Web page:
Summits and Valleys, Feet and Hands

J was away hunting last week for eight days, which meant I had the house and studio all to myself for a stretch of quiet and stillness.

I expand and contract when I'm alone. I feel myself filling the empty spaces, looking less at the clock, living more intuitively, moving with less calculation. I started and completed projects that have been waiting on the list for a season. I graveled the front walk. I bought chrysanthemums. I wandered out to stores to look at nothing in particular. I talked to myself. I worked in the mornings in my studio and went to the hardware store in the afternoons for tools and materials, and for things that will move our little household forward - all the things of daily life, but quiet and un-rushed, on my own time.

I feel small when I think of the enormity of the daily tasks of keeping up this 1940s house, this ramshackle garden, this studio with the uneven floor which has been buckled by tree roots, this leaky roof over the deck here, this drippy faucet there, the renovations that are slow to happen, the spaces my partner fills.

Living in this valley buffered clouds, by soft, wet hills, can make a person contract as well. On Friday I left the empty spaces of the house for the wide open of the wilderness. I wanted to see the Western Larches begin to glow on the eastern foothills of Mt. Hood. I wanted to hike to tree-line. I wanted to stretch my limbs and grow as tall as I could.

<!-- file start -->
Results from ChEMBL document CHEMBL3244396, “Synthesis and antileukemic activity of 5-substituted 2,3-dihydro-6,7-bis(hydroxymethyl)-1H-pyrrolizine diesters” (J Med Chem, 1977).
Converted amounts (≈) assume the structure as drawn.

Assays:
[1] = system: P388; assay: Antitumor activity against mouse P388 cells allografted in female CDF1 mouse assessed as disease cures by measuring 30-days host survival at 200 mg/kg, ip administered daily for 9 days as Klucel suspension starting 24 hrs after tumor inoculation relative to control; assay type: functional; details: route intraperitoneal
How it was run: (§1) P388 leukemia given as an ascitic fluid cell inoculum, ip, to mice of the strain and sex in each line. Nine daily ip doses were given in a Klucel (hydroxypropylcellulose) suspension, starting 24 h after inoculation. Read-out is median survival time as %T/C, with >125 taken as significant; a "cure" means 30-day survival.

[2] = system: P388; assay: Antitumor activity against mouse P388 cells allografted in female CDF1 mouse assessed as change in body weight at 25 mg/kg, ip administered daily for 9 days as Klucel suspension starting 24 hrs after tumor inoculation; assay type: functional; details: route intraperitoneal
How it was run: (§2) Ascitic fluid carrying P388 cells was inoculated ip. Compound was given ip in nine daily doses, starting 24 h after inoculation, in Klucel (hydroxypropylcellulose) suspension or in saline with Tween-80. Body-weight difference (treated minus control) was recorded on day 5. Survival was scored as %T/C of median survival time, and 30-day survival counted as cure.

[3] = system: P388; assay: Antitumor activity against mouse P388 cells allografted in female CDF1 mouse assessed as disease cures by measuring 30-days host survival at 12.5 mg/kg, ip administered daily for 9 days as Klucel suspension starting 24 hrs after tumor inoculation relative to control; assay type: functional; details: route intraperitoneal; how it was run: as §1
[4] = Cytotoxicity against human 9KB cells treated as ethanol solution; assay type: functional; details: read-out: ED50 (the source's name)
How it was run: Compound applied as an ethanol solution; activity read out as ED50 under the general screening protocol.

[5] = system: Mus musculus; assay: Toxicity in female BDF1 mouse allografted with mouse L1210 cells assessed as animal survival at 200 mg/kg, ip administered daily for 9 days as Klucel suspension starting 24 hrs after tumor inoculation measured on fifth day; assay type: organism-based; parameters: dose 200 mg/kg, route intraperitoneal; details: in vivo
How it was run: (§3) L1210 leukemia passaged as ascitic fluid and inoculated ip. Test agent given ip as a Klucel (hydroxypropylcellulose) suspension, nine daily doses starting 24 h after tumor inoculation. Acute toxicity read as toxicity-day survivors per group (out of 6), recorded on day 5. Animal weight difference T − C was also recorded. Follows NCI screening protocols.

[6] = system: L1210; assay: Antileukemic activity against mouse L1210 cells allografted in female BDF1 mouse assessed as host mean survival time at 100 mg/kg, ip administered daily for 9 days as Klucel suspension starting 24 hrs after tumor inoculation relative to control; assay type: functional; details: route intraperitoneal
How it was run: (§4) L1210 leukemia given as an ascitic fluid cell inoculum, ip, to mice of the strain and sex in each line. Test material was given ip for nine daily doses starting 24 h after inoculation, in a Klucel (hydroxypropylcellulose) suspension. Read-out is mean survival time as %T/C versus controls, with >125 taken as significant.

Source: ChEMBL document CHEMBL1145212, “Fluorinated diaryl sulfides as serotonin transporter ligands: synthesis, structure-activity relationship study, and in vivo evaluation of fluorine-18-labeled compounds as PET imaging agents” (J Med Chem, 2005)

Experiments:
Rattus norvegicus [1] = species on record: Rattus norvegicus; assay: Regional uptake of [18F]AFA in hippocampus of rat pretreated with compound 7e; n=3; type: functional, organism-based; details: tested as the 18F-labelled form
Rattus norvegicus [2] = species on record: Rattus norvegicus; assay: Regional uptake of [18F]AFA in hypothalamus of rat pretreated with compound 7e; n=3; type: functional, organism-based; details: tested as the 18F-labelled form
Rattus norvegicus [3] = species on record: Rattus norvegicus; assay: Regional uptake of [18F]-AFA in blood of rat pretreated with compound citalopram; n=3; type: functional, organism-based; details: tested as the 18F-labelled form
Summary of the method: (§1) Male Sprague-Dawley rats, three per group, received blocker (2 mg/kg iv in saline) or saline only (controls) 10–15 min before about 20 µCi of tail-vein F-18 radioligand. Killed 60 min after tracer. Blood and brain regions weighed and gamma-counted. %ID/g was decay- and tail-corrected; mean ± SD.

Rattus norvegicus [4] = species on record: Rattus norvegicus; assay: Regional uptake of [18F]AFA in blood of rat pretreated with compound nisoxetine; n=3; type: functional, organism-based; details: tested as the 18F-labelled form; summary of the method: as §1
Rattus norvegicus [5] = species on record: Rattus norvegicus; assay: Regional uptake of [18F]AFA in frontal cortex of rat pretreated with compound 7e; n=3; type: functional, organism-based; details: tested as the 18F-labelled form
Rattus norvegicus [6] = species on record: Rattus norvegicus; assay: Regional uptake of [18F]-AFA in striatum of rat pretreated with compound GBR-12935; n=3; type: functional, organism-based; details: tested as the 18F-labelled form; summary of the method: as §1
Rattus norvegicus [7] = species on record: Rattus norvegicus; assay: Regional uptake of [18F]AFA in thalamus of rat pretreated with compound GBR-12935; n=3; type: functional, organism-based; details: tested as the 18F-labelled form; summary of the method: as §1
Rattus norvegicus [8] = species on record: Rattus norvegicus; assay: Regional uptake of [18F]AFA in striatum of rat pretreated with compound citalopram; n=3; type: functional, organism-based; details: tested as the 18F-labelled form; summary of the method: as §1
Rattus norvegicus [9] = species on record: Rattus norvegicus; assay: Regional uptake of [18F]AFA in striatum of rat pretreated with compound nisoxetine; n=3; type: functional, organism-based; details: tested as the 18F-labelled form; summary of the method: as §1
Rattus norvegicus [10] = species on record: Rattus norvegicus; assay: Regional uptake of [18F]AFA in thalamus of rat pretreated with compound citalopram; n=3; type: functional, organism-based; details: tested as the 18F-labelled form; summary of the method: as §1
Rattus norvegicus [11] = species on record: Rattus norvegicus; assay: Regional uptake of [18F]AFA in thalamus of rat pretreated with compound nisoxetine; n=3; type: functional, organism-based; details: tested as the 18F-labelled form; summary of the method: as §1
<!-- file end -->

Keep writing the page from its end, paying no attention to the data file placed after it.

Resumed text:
I work every day, and I am so thankful for it. I'm not referring to the workaday work of employment, though I do that too, and I am ever so thankful for it - that my employment is my life work. But my hands and heart and feet and lungs work, every day, on tasks mundane and plain to ambitious and frivolous, with the knowledge that this work will build to something larger. My hands draw, carve linoleum, set type, erase, wash the press, wash the dishes, gravel the front walk. My feet stomp on the gravel path to work it in, they bring me to 6000 feet for a view of the mountains. My lungs expand and contract, feeding my heart, which feeds my art. These systems do not operate independently.

Western Larches Fall

In the river valley, maples and alders are starting to turn and blanket the forest floors. The road dips up and down, riding the peaks and valleys of a story book. Mt. Hood looms large and quiet, blue in the early evening sky. I wonder what have I brought back in my heart that my hands might make?